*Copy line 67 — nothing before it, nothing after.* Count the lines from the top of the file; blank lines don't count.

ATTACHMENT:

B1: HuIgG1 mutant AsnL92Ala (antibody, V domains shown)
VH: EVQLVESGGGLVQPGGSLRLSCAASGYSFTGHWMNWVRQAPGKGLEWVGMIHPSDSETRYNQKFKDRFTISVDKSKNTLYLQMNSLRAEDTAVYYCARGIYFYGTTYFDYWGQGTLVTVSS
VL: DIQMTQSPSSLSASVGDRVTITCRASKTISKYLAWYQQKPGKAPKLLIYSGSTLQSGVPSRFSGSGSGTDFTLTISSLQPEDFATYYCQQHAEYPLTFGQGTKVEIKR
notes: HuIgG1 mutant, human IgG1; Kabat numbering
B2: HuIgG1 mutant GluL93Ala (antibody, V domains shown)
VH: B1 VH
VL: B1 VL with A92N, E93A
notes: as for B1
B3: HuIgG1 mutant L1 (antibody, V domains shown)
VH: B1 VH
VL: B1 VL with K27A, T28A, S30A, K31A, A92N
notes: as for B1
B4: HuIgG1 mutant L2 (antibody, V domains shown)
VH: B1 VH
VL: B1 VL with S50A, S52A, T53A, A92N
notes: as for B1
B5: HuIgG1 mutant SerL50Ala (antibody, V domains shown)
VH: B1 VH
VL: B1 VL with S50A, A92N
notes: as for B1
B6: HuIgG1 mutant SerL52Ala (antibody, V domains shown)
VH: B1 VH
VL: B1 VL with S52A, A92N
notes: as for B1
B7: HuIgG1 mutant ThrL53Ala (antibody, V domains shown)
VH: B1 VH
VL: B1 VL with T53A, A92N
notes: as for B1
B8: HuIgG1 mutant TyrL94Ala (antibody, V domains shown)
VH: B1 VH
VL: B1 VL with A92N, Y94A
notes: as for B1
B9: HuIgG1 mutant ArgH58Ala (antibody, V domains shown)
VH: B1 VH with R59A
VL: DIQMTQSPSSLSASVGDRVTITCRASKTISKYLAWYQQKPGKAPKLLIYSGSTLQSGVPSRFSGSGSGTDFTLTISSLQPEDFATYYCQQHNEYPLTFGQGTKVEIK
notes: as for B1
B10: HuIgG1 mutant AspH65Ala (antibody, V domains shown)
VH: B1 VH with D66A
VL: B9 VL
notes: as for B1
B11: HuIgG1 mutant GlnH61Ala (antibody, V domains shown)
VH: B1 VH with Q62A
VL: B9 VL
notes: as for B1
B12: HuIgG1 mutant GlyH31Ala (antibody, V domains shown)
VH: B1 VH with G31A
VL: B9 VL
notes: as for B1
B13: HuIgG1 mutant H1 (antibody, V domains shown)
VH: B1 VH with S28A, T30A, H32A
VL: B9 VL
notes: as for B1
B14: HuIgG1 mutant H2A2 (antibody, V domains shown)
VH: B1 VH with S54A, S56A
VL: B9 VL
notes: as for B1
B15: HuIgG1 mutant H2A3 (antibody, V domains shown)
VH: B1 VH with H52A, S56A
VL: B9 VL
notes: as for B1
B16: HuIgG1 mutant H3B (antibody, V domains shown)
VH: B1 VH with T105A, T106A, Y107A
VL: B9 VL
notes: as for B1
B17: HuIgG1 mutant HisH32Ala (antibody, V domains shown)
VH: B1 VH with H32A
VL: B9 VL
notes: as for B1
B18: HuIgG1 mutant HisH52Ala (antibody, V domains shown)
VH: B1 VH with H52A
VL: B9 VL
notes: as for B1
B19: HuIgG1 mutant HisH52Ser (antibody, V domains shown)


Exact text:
VL: B9 VL